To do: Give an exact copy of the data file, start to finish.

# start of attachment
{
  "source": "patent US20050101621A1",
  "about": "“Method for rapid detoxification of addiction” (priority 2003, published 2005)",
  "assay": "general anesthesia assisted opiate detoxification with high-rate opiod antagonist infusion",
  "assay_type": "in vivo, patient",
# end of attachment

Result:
{
  "source": "patent US20050101621A1",
  "about": "“Method for rapid detoxification of addiction” (priority 2003, published 2005)",
  "assay": "general anesthesia assisted opiate detoxification with high-rate opiod antagonist infusion",
  "assay_type": "in vivo, patient",